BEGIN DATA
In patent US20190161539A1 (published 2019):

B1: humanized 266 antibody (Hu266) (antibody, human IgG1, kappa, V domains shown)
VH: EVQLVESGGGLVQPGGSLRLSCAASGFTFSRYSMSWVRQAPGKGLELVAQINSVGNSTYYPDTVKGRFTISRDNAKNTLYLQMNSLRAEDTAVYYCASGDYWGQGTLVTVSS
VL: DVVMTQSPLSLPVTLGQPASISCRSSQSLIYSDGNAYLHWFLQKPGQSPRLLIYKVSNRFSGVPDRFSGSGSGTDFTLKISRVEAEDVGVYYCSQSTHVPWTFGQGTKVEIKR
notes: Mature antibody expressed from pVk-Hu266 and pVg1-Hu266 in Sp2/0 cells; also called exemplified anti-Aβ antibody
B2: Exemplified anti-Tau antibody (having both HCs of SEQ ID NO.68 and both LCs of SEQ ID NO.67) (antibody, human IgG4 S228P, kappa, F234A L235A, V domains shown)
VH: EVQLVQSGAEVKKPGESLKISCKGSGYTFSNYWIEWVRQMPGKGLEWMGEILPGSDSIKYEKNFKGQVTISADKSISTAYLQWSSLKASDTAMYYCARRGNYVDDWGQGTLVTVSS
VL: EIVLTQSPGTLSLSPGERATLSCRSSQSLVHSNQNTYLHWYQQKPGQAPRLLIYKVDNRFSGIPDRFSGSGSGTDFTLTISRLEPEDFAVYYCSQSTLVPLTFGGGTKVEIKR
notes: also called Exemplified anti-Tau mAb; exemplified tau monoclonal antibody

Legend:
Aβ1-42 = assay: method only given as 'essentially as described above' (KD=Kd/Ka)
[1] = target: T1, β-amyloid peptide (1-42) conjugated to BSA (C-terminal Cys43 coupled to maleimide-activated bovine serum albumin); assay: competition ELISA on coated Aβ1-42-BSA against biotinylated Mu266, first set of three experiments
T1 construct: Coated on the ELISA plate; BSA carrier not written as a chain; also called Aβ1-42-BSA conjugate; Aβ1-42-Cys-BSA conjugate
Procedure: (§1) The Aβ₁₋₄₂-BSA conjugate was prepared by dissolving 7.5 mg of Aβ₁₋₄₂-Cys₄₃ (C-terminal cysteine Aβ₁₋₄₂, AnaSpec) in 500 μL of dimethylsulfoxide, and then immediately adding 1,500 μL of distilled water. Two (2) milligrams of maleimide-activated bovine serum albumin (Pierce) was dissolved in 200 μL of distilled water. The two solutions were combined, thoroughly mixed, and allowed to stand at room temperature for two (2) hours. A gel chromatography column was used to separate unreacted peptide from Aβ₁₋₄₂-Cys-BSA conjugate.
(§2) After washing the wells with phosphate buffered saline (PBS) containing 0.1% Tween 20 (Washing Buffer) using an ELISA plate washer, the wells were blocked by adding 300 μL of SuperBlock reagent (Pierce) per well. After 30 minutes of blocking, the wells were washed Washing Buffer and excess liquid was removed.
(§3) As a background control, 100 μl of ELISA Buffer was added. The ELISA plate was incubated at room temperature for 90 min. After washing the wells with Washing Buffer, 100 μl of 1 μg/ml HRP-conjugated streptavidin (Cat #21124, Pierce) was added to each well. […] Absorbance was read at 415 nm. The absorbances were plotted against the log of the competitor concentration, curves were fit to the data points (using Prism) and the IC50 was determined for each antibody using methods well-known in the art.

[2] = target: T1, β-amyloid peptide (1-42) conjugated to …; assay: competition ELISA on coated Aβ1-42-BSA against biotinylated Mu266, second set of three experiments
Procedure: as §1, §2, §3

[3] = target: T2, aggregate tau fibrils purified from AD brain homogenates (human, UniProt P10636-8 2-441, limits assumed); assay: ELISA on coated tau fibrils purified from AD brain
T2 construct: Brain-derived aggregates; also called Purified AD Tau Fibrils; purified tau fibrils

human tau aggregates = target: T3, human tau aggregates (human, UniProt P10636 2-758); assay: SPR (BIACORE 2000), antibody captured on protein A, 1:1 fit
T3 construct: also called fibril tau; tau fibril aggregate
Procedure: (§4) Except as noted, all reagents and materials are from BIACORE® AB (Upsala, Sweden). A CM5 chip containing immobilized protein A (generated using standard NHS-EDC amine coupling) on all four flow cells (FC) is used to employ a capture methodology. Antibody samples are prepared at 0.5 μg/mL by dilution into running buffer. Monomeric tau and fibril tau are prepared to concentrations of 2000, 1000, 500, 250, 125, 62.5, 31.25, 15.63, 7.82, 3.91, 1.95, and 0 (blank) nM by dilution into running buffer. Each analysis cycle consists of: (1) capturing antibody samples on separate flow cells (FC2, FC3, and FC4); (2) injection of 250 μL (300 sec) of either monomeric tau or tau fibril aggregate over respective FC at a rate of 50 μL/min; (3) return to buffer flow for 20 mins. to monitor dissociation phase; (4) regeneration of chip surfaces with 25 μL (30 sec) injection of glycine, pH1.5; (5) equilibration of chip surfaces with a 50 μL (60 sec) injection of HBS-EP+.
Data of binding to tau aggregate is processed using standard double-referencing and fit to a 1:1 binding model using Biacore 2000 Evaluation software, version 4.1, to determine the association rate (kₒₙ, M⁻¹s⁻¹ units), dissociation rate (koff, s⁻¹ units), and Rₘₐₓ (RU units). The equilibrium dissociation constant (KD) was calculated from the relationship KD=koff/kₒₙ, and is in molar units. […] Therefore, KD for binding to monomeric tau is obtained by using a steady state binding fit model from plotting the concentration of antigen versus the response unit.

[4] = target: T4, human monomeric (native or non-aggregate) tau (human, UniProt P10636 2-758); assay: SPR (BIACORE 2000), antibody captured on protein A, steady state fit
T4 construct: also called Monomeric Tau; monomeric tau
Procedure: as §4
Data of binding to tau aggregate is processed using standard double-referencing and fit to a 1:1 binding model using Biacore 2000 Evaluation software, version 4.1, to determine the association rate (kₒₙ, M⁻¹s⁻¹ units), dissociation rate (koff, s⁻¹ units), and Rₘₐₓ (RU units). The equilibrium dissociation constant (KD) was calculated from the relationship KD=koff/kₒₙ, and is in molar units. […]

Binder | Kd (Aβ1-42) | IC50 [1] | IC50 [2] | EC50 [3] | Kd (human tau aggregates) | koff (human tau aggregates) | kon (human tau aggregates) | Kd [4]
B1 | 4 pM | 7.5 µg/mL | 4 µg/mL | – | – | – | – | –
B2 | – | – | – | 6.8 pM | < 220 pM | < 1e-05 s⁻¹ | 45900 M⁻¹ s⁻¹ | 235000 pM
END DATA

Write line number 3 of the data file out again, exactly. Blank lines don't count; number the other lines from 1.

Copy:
VH: EVQLVESGGGLVQPGGSLRLSCAASGFTFSRYSMSWVRQAPGKGLELVAQINSVGNSTYYPDTVKGRFTISRDNAKNTLYLQMNSLRAEDTAVYYCASGDYWGQGTLVTVSS